Because it is free from pitch and resin, cedar can absorb and hold a wide range of finishes easily. Whether you want to leave it as is or stain your deck (either transparent or semi-transparent), real cedar wood will look amazing. Transparent stains can emphasize your wood’s natural color, while semi-transparent stains are great for producing a subtle but more pronounced color appearance.

If you want to change the color of your cedar deck, you can simply restore your wood then apply another stain.

Composite decking, on the other hand, can only accept a few refinishing options. Plus, it is difficult to resurface composites primarily because of their synthetic makeup. On the flip side, there are plenty of color choices for composite decking, but take note that sunlight may cause your deck’s original color to fade away over time.

Environmental Impact

Composite decking uses recycled and reclaimed materials, making it virtually zero-waste. Plus, you don’t have to stain or seal a composite deck, meaning there is no need for potentially hazardous or toxic substances.

However, some composite decks are non-recyclable. When your composite deck eventually reaches the end of its lifespan, you may have to throw it away in the landfill.

Cedar, on the other hand, is completely biodegradable. Moreover, cedar helps absorb carbon from the atmosphere, which can aid in the reduction of global warming.

Required Maintenance

Cedar lasts a long time with annual maintenance, including inspection, deep-cleaning, and re-sealing. With little to no maintenance, however, cedar decking can still last for a considerable amount of time (10 to 15 years).

Composite decking requires much less maintenance than cedar decking, but it is not completely maintenance-free. You also need to sweep, wash, and de-ice it as you would other decks. However, composite decking won’t deteriorate as fast as wooden decks if you don’t maintain it regularly.

So, Is Cedar Decking Better Than Composite?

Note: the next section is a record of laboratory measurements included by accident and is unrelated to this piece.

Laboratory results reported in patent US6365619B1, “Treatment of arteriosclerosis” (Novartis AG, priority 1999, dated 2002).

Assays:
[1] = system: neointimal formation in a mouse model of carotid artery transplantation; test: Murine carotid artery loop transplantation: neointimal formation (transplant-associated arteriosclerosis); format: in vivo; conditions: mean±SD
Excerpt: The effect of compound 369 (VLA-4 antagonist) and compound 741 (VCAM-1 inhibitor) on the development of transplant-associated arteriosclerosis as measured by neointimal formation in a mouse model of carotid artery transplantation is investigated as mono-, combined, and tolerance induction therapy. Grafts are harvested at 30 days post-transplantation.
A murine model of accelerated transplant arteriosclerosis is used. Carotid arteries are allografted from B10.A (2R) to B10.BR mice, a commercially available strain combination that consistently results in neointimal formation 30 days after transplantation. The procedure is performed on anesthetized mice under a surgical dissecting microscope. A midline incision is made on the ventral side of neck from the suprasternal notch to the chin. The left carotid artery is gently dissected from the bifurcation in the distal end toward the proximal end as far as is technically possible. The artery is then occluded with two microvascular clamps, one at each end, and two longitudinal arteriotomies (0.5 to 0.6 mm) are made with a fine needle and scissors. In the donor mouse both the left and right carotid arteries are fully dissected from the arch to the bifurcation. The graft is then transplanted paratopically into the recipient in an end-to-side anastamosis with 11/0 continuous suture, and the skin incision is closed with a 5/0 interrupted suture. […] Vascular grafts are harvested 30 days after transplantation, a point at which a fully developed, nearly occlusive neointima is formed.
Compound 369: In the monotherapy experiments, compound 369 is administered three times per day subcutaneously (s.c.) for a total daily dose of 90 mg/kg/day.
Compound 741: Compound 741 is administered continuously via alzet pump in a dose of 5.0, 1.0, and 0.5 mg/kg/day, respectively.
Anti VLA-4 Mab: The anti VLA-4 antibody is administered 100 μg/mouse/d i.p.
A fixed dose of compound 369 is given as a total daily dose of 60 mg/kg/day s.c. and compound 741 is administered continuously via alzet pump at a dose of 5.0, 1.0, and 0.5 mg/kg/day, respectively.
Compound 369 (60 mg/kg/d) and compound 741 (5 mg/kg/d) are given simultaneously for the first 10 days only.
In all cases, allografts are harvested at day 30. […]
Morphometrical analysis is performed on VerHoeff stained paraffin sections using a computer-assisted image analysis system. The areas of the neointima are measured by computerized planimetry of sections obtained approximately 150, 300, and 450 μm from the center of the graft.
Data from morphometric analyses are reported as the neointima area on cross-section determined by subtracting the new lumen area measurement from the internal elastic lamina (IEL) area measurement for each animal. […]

Cedar decking vs. composite decking: which one is better? Now that we have all the factors down on the table, our final recommendation is definitely western red cedar decking.

When it comes to appearance, finishing options, quality & performance, and cost, cedar decking trumps composite any day of the week. Although composite decking is made from recycled materials and requires little to no maintenance, the fact that it costs more but performs poorly outweighs the pros in our book.

Final Thoughts On Cedar vs Composite Decking

Is cedar decking better than composite? The answer is a clear yes. So, now that we have settled the cedar vs. composite decking debate, you can start looking for the best cedar products for your new deck with confidence.

If it’s superior quality and amazing variety you want, look no further than Quality Cedar Products. We have every size of cedar dimensional lumber you might need, along with all types and styles of cedar posts, board, and timbers you could want. So, if you want a one-stop shop for all your decking needs, look no further! Contact us today and see what we have in store for you and your home.

Wholesale Lumber Incorporated does not assume any liability for the accuracy, completeness, or usefulness of the information provided in this blog post. The reader is solely responsible for any actions taken based on the information presented. Any reliance on the information is at the reader's own risk. Wholesale Lumber Incorporated is not responsible for any loss, injury, or damage that may occur as a result of following the suggestions, tips, or recommendations provided in this blog post. Building projects involve inherent risks, and it is essential to exercise caution, obtain proper permits, and engage qualified professionals to ensure safety and compliance with all applicable laws and regulations. The inclusion of external links, references, or recommendations in this blog post does not constitute endorsement or guarantee the quality, reliability, or suitability of the linked sources. The reader should independently verify the information and assess its relevance to their specific circumstances. The author reserves the right to modify, update, or remove the content of this blog post at any time without prior notice. It is recommended to check for the most recent updates or consult with professionals to ensure the information is current and applicable. By reading this blog post, the reader acknowledges and accepts the above disclaimer and agrees to use the information provided responsibly and at their own discretion.